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The Creeping Acceptance of Same-sex Relationships in the Church of Ireland

Though the majority of the Church of Ireland Bishops at Lambeth 1998 affirmed their allegiance to the biblical and traditional Christian understanding of human sexuality by voting for Lambeth Resolution 1.10, over the six years since then, there seems to be a creeping acceptance amongst the House of Bishops and amongst some clergy of the validity of same-sex couplings.

Interestingly, the seeds of this were sown at that 1998 Lambeth Conference, when three of the current Irish bishops, Richard Clarke of Meath, John Neill (then of Cashel and Ossory and now Archbishop of Dublin), and Robin Eames, the Archbishop of Armagh, signed the Haines Pastoral Statement issued by the pro-homosexual lobby group 'Integrity', calling for the 'full inclusion' of homosexuals. In that letter they pledged to their practicing homosexual 'brothers and sisters' that they would 'work for your full inclusion...'

The following year, October 1999, Edward Darling, then Bishop of Limerick, invited Canon Gene Robinson, (later the first openly 'gay' bishop of New Hampshire, USA), to be the speaker at his diocesan retreat. In the November 1999 edition of the Limerick Diocesan Magazine, the report of this retreat showed the clear sympathy and support that Gene Robinson received for his pro-homosexual stance by the clergy of that diocese. Far from being biblically challenged about his openly homosexual lifestyle, his actions were both supported and applauded, for by the time he had finished, the report stated that 'no-one in the room could think of anyone who had impressed them so much.'. Indeed, such was the support for the stance adopted by Gene Robinson, that the new Bishop of Limerick, Michael Mayes, attended the consecration in New Hampshire in November 2003. On his return to Ireland, Bishop Mayes publicly called on the Church of Ireland to recognize gay relationships 'as a fact of life'. He said Bishop Robinson was "innocent of any wrongdoing and he is entitled to be left in peace" (Sunday Times, December 7th 2003). Furthermore, according to the same article, Archbishop Neill of Dublin supported 'wholeheartedly' Limerick's Diocesan links with New Hampshire.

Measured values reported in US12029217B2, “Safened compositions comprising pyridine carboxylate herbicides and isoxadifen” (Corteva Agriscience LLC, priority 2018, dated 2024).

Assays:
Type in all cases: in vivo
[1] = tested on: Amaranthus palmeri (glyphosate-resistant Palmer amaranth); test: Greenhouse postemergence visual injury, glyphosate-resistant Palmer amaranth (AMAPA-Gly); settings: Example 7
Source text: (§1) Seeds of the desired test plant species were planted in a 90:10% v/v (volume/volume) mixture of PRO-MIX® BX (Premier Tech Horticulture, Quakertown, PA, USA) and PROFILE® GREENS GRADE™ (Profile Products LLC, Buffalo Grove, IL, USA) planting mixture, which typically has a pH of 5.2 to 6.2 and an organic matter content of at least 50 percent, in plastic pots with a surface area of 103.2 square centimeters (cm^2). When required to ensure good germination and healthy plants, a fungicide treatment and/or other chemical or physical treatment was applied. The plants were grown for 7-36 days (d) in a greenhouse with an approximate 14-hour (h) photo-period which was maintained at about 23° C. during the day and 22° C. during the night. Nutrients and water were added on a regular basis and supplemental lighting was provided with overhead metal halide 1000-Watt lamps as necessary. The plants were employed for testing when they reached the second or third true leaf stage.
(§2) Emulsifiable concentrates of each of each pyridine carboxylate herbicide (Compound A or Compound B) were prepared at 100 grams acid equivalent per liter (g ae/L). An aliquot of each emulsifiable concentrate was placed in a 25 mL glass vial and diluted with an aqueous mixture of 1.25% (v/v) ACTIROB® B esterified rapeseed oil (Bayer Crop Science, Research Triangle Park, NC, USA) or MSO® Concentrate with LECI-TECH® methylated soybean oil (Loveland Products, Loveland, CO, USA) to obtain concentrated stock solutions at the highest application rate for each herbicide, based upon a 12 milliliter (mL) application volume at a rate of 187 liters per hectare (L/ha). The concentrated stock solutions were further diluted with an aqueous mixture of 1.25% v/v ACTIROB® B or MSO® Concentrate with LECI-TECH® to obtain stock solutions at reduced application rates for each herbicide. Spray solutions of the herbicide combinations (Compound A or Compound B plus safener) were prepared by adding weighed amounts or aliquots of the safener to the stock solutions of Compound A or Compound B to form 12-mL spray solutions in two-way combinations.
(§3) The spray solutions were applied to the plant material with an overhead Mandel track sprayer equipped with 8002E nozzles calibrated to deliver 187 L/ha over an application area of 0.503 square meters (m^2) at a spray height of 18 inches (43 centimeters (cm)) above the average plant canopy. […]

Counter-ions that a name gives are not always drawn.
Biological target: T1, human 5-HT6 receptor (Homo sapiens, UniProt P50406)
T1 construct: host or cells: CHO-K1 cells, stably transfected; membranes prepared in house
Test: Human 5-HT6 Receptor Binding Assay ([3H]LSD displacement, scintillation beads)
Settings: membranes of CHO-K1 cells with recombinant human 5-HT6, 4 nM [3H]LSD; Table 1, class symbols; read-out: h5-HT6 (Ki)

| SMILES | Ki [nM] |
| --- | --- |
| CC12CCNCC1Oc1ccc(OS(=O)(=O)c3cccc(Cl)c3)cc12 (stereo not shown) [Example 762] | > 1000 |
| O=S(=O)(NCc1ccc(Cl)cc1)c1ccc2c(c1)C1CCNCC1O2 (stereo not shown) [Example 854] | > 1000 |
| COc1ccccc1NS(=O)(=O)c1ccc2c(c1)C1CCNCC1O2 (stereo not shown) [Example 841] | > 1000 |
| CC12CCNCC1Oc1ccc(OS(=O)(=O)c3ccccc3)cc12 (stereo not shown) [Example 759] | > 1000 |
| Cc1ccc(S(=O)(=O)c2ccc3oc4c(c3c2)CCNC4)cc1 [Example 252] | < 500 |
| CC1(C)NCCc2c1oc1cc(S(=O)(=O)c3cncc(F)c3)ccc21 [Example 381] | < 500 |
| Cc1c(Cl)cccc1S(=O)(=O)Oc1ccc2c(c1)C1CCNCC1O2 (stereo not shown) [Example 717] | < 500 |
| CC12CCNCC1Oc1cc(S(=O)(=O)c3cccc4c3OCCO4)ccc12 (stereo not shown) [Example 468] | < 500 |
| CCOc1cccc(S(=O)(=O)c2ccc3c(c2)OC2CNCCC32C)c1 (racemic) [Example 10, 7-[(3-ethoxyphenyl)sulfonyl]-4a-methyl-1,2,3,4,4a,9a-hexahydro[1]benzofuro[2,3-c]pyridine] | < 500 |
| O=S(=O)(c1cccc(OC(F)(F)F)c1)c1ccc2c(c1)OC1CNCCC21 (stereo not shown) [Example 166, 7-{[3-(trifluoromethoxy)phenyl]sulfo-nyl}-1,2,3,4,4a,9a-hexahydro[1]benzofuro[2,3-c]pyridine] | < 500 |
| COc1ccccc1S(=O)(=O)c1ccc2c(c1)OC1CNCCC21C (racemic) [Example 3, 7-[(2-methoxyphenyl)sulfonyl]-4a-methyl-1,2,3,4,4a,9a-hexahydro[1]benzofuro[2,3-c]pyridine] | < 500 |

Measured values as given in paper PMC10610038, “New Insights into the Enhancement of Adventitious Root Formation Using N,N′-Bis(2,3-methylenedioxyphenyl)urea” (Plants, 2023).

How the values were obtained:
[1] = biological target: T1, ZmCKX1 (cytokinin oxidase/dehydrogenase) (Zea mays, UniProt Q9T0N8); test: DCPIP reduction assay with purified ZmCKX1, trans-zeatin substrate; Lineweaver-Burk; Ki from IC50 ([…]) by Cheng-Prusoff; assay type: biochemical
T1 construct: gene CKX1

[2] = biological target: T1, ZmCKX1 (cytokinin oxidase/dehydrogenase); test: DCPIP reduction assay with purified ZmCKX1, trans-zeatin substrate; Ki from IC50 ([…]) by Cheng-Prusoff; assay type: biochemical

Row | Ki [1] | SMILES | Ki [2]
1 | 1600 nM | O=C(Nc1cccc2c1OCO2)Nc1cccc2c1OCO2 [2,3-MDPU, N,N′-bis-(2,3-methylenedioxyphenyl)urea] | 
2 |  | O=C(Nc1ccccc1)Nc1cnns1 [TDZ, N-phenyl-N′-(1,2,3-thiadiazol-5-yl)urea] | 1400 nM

Creeping acceptance of the validity of same-sex couples was also evidenced in September 2002, when the Tuam Diocesan Website announced that the Very Reverend Patrick Towers of St. Nicholas', Galway had performed a same-sex blessing in that church. Indeed he went on to publicly defend his actions, speaking on radio shows and to newspapers. Despite calls by the Evangelical Fellowship of Irish Clergy (EFIC) and Reform Ireland for Mr. Towers to be disciplined by the Bishop of Tuam, Richard Henderson, he was not publicly rebuked by any of the Church of Ireland hierarchy. This reluctance in itself was evidence that the Bishops were beginning to move away from Lambeth 1998 Resolution 1.10

It was no surprise therefore, when in September 2003, the House of Bishops of the Church of Ireland issued a Pastoral Statement, which endorsed the kind of views espoused by Towers, Mayes, and now Archdeacon Linney as amongst valid responses to same-sex couples and blessings. But the letter indicated division within the House of Bishops over the issue. For example, Bishop Ken Clarke of Kilmore along with Bishop Ken Good of Derry and Bishop Harold Millar of Down and Dromore publicly voiced their deep concerns over the consecration of Gene Robinson, whilst others, such as the Bishop of Connor, Alan Harper, caused a storm amongst many of his clergy by his comments in September 2003 on local radio which seemed to support the validity of faithful same-sex relationships. Richard Clarke in an article in the Irish Times in November 2003, also had problems in calling faithful same-sex relationships 'inherently wicked'. Further evidence of growing acceptance of such lifestyles was reflected by the Bishop of Cork, Paul Colton, in his 2003 Christmas Day sermon where he called on the church to ask 'gays' for forgiveness for the way in which the Church of Ireland had supposedly treated them.

In the light of this, the comments of Archdeacon Linney look like an attempt to spearhead an agenda for the acceptance of same-sex relationships as valid lifestyles within the church. It is worrying that to date, no rebuke has been issued by the Archbishop of Dublin. Indeed the Archdeacon's talk is unashamedly posted on the Dublin Diocesan Website. All this indicates a creeping acceptance of same-sex relationships, which may soon see an Irish Diocese follow the example of the Diocese of New Westminster, Canada and officially allow the blessings of same-sex couples in Church of Ireland parishes.

23th March 2004

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